For Agriculture- it means that Oklahoma Congressman Frank Lucas and others on the House Ag Committee will serve the next two years in the minority. The leadership of the Ag Committee were reelected- Chairman Mike Conaway won with 80% of the vote- Colin Peterson of Minnesota- the ranking member- won his race that was a lot tighter- with 52% of the vote claimed by the new Chairman.
It's unknown how these results will impact the 2018 Farm Bill Conference negotiations. Peterson has signaled that he still would like to get the Farm Bill done this year- before he takes over the Chairmanship again.
Doing that would likely mean Chairman Conaway would have to give ground on the SNAP Reforms he has championed- the Senate has said all along that is a non starter- and now it may be lose the SNAP reform or lose the whole bill- and start over in 2019. (and pass a one year extension to give time to do that)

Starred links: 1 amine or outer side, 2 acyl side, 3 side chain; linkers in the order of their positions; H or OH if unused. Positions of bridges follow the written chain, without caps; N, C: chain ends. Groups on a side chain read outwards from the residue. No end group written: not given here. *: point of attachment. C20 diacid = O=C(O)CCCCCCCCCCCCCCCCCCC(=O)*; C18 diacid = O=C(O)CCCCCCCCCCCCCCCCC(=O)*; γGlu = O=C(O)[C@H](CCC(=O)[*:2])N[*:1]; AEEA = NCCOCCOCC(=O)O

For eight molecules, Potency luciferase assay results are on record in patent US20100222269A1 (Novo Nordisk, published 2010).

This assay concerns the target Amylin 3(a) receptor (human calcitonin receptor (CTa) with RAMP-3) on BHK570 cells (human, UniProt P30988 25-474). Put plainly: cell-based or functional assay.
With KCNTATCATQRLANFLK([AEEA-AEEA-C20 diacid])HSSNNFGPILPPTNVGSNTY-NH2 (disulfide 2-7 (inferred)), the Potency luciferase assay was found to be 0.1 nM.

The mood of all the players on Capitol Hill will determine the chances of that starting right away.
On the Senate side- it appears that the Republicans will pick up three or maybe four seats- they have lost Nevada but have picked up Missouri, Indiana and North Dakota.
Cameron Bruett is head of corporate affairs and sustainability at JBS-USA, a leading North American meat processor and the world's largest cattle feeder. He spoke about the issue of sustainability in the beef industry as a keynote speaker during the 2018 American Angus Association Convention this past week in Columbus, Ohio. According to him, one of the main issues at hand when it comes to sustainability, especially in regard to the consumer, is the difference between perception and reality.